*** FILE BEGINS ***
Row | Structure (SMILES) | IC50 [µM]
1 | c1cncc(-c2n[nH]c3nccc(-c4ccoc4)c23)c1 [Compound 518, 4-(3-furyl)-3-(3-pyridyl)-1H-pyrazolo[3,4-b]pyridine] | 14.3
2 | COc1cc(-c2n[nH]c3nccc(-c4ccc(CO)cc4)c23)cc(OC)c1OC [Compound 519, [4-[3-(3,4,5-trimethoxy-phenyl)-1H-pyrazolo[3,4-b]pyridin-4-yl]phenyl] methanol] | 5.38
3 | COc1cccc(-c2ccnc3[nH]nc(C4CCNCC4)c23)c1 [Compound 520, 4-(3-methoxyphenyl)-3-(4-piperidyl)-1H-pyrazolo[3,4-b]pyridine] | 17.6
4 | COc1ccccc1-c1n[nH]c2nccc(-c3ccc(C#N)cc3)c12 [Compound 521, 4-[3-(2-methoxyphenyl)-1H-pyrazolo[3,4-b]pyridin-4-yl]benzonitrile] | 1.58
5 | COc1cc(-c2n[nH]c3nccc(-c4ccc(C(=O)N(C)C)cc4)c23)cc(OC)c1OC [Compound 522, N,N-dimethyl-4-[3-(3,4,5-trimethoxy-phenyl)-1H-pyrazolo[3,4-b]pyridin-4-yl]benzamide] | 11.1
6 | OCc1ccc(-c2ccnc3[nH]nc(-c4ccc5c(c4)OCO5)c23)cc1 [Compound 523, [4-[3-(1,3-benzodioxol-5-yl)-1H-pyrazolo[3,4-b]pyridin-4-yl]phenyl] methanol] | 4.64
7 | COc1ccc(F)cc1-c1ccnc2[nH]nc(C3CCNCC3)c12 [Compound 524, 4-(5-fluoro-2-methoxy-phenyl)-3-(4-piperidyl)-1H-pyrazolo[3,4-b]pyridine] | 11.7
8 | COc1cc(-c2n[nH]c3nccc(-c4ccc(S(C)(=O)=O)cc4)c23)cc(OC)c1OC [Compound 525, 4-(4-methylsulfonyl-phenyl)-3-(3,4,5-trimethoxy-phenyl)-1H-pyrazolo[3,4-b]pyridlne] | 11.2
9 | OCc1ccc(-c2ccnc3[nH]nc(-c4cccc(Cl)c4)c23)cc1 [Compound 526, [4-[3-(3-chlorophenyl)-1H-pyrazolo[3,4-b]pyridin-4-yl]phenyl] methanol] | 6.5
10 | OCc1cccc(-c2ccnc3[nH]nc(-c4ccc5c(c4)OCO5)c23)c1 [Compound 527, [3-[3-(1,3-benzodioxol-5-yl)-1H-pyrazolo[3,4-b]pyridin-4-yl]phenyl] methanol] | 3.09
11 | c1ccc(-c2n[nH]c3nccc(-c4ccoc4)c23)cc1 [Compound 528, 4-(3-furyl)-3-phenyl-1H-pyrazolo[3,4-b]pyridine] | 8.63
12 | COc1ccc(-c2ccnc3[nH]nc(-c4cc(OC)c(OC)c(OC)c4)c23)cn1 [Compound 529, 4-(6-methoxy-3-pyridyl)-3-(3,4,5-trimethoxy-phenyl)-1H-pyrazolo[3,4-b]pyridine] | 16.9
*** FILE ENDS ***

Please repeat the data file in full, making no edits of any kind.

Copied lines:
Row | Structure (SMILES) | IC50 [µM]
1 | c1cncc(-c2n[nH]c3nccc(-c4ccoc4)c23)c1 [Compound 518, 4-(3-furyl)-3-(3-pyridyl)-1H-pyrazolo[3,4-b]pyridine] | 14.3
2 | COc1cc(-c2n[nH]c3nccc(-c4ccc(CO)cc4)c23)cc(OC)c1OC [Compound 519, [4-[3-(3,4,5-trimethoxy-phenyl)-1H-pyrazolo[3,4-b]pyridin-4-yl]phenyl] methanol] | 5.38
3 | COc1cccc(-c2ccnc3[nH]nc(C4CCNCC4)c23)c1 [Compound 520, 4-(3-methoxyphenyl)-3-(4-piperidyl)-1H-pyrazolo[3,4-b]pyridine] | 17.6
4 | COc1ccccc1-c1n[nH]c2nccc(-c3ccc(C#N)cc3)c12 [Compound 521, 4-[3-(2-methoxyphenyl)-1H-pyrazolo[3,4-b]pyridin-4-yl]benzonitrile] | 1.58
5 | COc1cc(-c2n[nH]c3nccc(-c4ccc(C(=O)N(C)C)cc4)c23)cc(OC)c1OC [Compound 522, N,N-dimethyl-4-[3-(3,4,5-trimethoxy-phenyl)-1H-pyrazolo[3,4-b]pyridin-4-yl]benzamide] | 11.1
6 | OCc1ccc(-c2ccnc3[nH]nc(-c4ccc5c(c4)OCO5)c23)cc1 [Compound 523, [4-[3-(1,3-benzodioxol-5-yl)-1H-pyrazolo[3,4-b]pyridin-4-yl]phenyl] methanol] | 4.64
7 | COc1ccc(F)cc1-c1ccnc2[nH]nc(C3CCNCC3)c12 [Compound 524, 4-(5-fluoro-2-methoxy-phenyl)-3-(4-piperidyl)-1H-pyrazolo[3,4-b]pyridine] | 11.7
8 | COc1cc(-c2n[nH]c3nccc(-c4ccc(S(C)(=O)=O)cc4)c23)cc(OC)c1OC [Compound 525, 4-(4-methylsulfonyl-phenyl)-3-(3,4,5-trimethoxy-phenyl)-1H-pyrazolo[3,4-b]pyridlne] | 11.2
9 | OCc1ccc(-c2ccnc3[nH]nc(-c4cccc(Cl)c4)c23)cc1 [Compound 526, [4-[3-(3-chlorophenyl)-1H-pyrazolo[3,4-b]pyridin-4-yl]phenyl] methanol] | 6.5
10 | OCc1cccc(-c2ccnc3[nH]nc(-c4ccc5c(c4)OCO5)c23)c1 [Compound 527, [3-[3-(1,3-benzodioxol-5-yl)-1H-pyrazolo[3,4-b]pyridin-4-yl]phenyl] methanol] | 3.09
11 | c1ccc(-c2n[nH]c3nccc(-c4ccoc4)c23)cc1 [Compound 528, 4-(3-furyl)-3-phenyl-1H-pyrazolo[3,4-b]pyridine] | 8.63
12 | COc1ccc(-c2ccnc3[nH]nc(-c4cc(OC)c(OC)c(OC)c4)c23)cn1 [Compound 529, 4-(6-methoxy-3-pyridyl)-3-(3,4,5-trimethoxy-phenyl)-1H-pyrazolo[3,4-b]pyridine] | 16.9